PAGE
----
One of the great things about parenthood is introducing a new generation to the things I loved as a kid, and in many cases, I still love these same things. Gilligan’s Island is one of these things, and we recently finished watching season 1 of Gilligan’s Island.
Without a doubt, Gilligan’s Island is one of the best sitcoms ever made, as well as being my favorite sitcom. My daughter loves it as well.
The season 1 DVD set for Gilligan’s Island also includes the series pilot. Some of the scenes from the pilot were reused in later episodes for the first season, especially the part with Gilligan sending the radio and the transmitter into the ocean while fishing, and then searching the fish he caught to find them again.
From the pilot to the shooting of the series, three supporting characters were changed. The high school teacher became the Professor, Bunny became Mary Ann, and Ginger went from being a secretary to a glamorous movie star. Reasons noted in various documentaries is that those three actors didn’t do well with test audiences, and after watching it, I have to agree. Sometimes actors and roles just don’t work well, and that was the case here.
Thus we were fortunate to get Tina Louise as the glamorous Movie Star, Ginger Grant, Dawn Wells as the girl next door from Kansas, Mary Ann, and Russell Johnson as the brilliant Professor.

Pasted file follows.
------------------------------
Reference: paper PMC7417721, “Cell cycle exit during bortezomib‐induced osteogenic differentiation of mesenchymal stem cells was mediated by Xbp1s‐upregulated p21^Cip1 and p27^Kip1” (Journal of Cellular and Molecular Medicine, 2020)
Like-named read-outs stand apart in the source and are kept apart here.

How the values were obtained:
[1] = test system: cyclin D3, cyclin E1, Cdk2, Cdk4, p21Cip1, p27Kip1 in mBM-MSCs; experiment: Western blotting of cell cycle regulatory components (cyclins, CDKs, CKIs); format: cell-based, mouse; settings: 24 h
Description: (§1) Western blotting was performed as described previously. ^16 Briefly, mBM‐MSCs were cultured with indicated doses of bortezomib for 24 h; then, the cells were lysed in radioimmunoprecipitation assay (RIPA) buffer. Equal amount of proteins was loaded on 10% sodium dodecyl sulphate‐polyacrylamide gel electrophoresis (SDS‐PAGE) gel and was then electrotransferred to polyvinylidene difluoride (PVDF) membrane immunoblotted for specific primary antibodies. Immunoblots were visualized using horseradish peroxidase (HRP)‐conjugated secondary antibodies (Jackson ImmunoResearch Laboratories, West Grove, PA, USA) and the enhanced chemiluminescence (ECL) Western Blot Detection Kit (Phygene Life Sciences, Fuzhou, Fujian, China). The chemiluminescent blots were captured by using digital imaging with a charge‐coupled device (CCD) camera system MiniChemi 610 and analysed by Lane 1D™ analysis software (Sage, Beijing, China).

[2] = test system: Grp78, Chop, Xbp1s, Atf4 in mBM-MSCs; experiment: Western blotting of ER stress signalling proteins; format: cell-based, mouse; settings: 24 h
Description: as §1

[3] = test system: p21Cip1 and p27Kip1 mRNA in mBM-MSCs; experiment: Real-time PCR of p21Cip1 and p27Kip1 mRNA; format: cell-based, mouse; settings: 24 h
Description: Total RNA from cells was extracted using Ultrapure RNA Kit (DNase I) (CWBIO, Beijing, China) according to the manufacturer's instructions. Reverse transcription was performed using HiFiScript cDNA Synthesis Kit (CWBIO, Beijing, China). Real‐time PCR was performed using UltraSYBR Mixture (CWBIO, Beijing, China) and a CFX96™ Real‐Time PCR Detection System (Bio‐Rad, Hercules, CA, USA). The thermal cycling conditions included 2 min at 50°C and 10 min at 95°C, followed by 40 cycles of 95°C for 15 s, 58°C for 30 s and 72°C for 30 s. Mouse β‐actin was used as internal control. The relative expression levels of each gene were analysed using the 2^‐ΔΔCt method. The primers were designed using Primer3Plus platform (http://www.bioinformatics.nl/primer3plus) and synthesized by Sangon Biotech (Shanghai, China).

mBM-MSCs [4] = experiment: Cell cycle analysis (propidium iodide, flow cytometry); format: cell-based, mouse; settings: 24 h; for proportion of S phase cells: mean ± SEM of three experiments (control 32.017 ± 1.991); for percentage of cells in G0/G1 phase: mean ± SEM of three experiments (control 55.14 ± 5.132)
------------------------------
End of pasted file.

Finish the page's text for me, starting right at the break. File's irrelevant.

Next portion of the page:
Bob Denver and Alan Hale, Jr., were the comedic equivalent of Laurel and Hardy. These two actors had their roles down pat, and played well with each other with such chemistry that it is hard to imagine anyone successfully reproducing these roles (and in the ’70s, we saw an attempt to pair Bob Denver with Forest Tucker in the similar series, Dusty’s Trail, which I am probably one of the few people in the world who liked it, but the chemistry wasn’t there).
Jim Backus as the Millionaire, Thurston Howell, the Third, and Natalie Schafer as his wife, “Lovey”, always great, always fun.
Seven actors, seven characters, all blended together to make this a wonderful, and memorable series, that is still loved after nearly 50 years.
A few high points from season 1 – Hans Conried as Wrongway Feldman appears in two episodes, even attempting to teach Gilligan to fly. Vito Scotti shows up as a Japanese sailor in a mini-sub ( and appears later in the series as the mad scientist, Dr. Balinkoff), still fighting WW2, and a young Kurt Russell as a jungle boy.
We are also treated to the castaways learning to get along with each other, getting organized to survive, several episodes involving voodoo, greed when Gilligan stumbles into a gold mine and finds a treasure chest, gangsters, and an invasion by hostile natives from a nearby island.
Yes, I do love Gilligan’s Island, even after all these years, and am delighted that my daughter loves it as well.